Minutes into the new BB Sasore film “God Calling,” one thing becomes clear: the film’s computer-generated images are its star. Besides the devotion to Christianity, it is what the crew takes the most care about.
The trailer showcases a remarkable scene of a suicide on the 3rd Mainland Bridge that is better than anything else in the film, and there is a decent conflagration through a high window. A shot apparently made underwater is just as good. Unfortunately, there is a garish depiction of heaven later, but that is a rare low for the film’s very good VFX crew.
But let’s talk about God Calling’s fidelity to the Christian God. This is a film that wants to tell us that God has a plan for every life. Now, while that is a sentiment I appreciate, I just wish I didn’t have to stomach kitsch to get a lesson everyone was taught in Sunday school.
Sasore’s previous film, Banana Island Ghost, was concerned with an afterlife spent on earth. God Calling is concerned with the aftermath of a death. The first provided grounds for comedy; the latter is primed for some heavy lifting in terms of the drama of tragedy. A young couple loses its only child and spirals into sadness in the way movie people do: the husband (Karibi Fubara) seeks succor in the arm of a female colleague; the wife, Sade (Zainab Balogun), unravels into a depression. To complicate matters, Sade is a recovering drug addict unable to bear another child. That is a great set-up for some psychological probing, but the story that follows is neither intensive nor extensive.
A subplot concerns the husband who has never gone back to visit his parents since marrying into a rich family. That is a source of resentment for his father (Nkem Owoh, who alongside Onyeka Onwenu, who plays his wife, is the film’s best actor, but has too few scenes). This subplot, which could comment on Nigerian class, privilege, and urbanization, holds a dramatic potential far more intriguing than the film we are served, but it is never given the seriousness of the film’s gospel plot. And it would be great if that main plot was treated with some kind of reverential artistry, but given the laughs in the hall I saw the film, and my own eye-rolling, I was reminded of Apostle Paul telling a church in Romans 2:24: “For the name of God is blasphemed among the Gentiles through you…”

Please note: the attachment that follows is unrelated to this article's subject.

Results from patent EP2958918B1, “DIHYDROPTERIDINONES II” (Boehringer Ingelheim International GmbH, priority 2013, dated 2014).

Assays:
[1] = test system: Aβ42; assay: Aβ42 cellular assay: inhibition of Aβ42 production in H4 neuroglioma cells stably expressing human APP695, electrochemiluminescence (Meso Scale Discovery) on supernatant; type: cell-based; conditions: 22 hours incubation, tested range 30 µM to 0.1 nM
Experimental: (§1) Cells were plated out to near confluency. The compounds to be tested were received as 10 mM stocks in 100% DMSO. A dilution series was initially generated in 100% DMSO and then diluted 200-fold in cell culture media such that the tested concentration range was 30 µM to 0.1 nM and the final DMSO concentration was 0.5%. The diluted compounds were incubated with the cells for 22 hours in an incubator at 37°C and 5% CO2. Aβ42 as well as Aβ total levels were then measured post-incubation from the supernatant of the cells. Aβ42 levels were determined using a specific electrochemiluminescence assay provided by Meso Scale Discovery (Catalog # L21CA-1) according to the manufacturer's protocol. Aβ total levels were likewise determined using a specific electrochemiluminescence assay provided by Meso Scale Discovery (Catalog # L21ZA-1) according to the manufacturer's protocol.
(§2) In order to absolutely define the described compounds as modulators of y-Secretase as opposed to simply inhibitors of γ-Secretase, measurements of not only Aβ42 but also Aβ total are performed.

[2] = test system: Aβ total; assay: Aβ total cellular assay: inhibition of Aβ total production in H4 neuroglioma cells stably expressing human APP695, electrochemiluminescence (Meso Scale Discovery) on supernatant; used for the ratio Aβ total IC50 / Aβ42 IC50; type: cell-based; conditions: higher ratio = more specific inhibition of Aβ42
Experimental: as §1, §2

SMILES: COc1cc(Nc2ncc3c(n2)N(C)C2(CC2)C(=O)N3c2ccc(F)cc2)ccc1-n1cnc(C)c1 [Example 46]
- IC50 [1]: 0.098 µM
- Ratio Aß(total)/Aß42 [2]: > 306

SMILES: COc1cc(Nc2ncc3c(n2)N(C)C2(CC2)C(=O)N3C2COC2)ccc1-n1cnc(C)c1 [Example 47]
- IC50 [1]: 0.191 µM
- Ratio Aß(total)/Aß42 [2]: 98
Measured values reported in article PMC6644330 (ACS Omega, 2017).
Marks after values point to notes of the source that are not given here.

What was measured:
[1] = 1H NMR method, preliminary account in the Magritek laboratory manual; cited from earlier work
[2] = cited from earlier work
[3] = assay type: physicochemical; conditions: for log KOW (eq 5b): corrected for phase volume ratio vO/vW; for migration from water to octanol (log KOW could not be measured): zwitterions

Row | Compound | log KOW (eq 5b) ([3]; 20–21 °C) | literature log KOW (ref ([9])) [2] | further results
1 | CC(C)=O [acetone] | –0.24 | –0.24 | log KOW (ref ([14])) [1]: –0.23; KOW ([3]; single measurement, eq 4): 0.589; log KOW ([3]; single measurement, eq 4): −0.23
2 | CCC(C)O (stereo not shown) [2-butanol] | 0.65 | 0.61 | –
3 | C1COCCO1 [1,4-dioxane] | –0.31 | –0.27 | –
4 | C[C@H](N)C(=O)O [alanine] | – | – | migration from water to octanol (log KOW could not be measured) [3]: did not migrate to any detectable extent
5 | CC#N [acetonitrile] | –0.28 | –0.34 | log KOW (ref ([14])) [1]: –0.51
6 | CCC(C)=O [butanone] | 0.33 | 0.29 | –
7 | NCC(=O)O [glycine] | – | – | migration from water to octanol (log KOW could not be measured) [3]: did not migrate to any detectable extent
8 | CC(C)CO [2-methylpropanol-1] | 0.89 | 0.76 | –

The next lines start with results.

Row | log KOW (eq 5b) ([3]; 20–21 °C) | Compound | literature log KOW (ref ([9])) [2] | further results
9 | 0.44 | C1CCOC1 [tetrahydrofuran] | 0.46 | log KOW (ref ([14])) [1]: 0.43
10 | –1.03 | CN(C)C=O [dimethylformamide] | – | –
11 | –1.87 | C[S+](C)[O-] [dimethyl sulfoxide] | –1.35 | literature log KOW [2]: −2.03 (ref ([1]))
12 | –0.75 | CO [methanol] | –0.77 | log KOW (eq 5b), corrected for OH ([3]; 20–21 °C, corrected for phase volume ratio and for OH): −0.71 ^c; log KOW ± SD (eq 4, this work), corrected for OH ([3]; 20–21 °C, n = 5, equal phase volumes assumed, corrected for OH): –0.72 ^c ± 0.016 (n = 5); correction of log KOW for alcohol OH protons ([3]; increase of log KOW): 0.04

Fact is: Many believers working in Nigeria’s creative spaces think they have no obligation to artistry, that because the concept is belief they have no need for believability or elegance. This is especially true for gospel music makers. But in a world where religion is under attack fairly regularly, believing artists have to take both God and art seriously—at least if they want to ply their trade in the secular marketplace. The faith-based genre has some potential in a country like Nigeria, but might it be better to show these films in our many churches, if creative liberties are going to be taken at such a scale?
That is not a criticism that God Calling wholly deserves, but each time Sade’s phone rang with GOD (emphasis theirs) as caller ID, I snickered. Clearly, someone thought a phone call a smart metaphor to use in showing God calling a person to attend to his flock. But I want to know, what network was GOD using? It couldn’t have been any of Nigeria’s unreliable ones.
A cringeworthy scene shows a pastor (Patrick Diabuah) saying solemnly, “God is calling you, God is calling you,” to Sade. Sure as rain, soon after, the movie’s GOD makes that phone call. If I was a deity, I would be inclined to slapping someone hard on the face for the disrespect. Who knew a supernatural being had to bow to human technology and replace the famed still, small voice with an iPhone?
Another scene that could contest for the most head-shaking features RMD going through a transformation. RMD is not a bad actor, but he is not great either—so he can’t sell an inherently misguided scene that has to be credulous only to the most adamant of Synagogue TV watchers. In the interest of avoiding spoilers, it should be enough to say the scene tries to position Jesus (played admirably black and curly by Ademola Adedoyin) as Professor Peller.
As Sade, Zainab Balogun is once again asked to play a role she is temperamentally unsuited for. Sure, she tries, but she has repeatedly shown that she can’t quite work emotional extremes. There are tears here, but she can’t communicate anguish except through whimpering. Like most of her peers, faced with a physically demanding role, Balogun becomes more a face model than an actress. (One wonders how Nollywood actors and actresses would play a character with facial paralysis.) “We are going east,” someone announces in the film. It is quite harsh considering all the work that has gone into making God Calling, but if this was real life, I might be tempted to go west instead.